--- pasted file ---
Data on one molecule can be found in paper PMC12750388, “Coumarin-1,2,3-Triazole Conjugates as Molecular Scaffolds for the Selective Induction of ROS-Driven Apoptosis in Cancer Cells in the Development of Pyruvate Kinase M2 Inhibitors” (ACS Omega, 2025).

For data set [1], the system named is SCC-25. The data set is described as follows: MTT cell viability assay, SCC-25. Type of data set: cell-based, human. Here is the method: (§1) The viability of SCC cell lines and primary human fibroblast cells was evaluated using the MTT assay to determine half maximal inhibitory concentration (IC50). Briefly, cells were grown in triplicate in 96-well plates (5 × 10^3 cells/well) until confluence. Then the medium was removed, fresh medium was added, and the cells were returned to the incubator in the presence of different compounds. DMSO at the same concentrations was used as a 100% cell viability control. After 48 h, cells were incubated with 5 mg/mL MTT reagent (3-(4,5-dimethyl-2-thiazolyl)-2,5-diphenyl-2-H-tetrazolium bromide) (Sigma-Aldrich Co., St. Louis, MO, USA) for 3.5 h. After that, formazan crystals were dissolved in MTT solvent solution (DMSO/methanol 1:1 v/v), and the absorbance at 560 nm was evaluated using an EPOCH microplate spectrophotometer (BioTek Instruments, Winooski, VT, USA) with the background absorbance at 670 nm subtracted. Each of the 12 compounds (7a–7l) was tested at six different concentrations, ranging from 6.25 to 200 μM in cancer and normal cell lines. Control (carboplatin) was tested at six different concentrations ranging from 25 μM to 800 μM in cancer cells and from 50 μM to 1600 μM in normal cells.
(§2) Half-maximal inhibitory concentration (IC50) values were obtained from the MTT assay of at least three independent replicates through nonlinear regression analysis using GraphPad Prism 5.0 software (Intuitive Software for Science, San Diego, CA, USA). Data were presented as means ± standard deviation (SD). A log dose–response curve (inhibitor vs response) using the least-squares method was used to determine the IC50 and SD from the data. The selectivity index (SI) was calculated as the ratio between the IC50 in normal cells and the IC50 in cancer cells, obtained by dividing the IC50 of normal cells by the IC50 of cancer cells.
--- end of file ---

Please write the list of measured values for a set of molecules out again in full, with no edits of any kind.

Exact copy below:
Data on one molecule can be found in paper PMC12750388, “Coumarin-1,2,3-Triazole Conjugates as Molecular Scaffolds for the Selective Induction of ROS-Driven Apoptosis in Cancer Cells in the Development of Pyruvate Kinase M2 Inhibitors” (ACS Omega, 2025).

For data set [1], the system named is SCC-25. The data set is described as follows: MTT cell viability assay, SCC-25. Type of data set: cell-based, human. Here is the method: (§1) The viability of SCC cell lines and primary human fibroblast cells was evaluated using the MTT assay to determine half maximal inhibitory concentration (IC50). Briefly, cells were grown in triplicate in 96-well plates (5 × 10^3 cells/well) until confluence. Then the medium was removed, fresh medium was added, and the cells were returned to the incubator in the presence of different compounds. DMSO at the same concentrations was used as a 100% cell viability control. After 48 h, cells were incubated with 5 mg/mL MTT reagent (3-(4,5-dimethyl-2-thiazolyl)-2,5-diphenyl-2-H-tetrazolium bromide) (Sigma-Aldrich Co., St. Louis, MO, USA) for 3.5 h. After that, formazan crystals were dissolved in MTT solvent solution (DMSO/methanol 1:1 v/v), and the absorbance at 560 nm was evaluated using an EPOCH microplate spectrophotometer (BioTek Instruments, Winooski, VT, USA) with the background absorbance at 670 nm subtracted. Each of the 12 compounds (7a–7l) was tested at six different concentrations, ranging from 6.25 to 200 μM in cancer and normal cell lines. Control (carboplatin) was tested at six different concentrations ranging from 25 μM to 800 μM in cancer cells and from 50 μM to 1600 μM in normal cells.
(§2) Half-maximal inhibitory concentration (IC50) values were obtained from the MTT assay of at least three independent replicates through nonlinear regression analysis using GraphPad Prism 5.0 software (Intuitive Software for Science, San Diego, CA, USA). Data were presented as means ± standard deviation (SD). A log dose–response curve (inhibitor vs response) using the least-squares method was used to determine the IC50 and SD from the data. The selectivity index (SI) was calculated as the ratio between the IC50 in normal cells and the IC50 in cancer cells, obtained by dividing the IC50 of normal cells by the IC50 of cancer cells.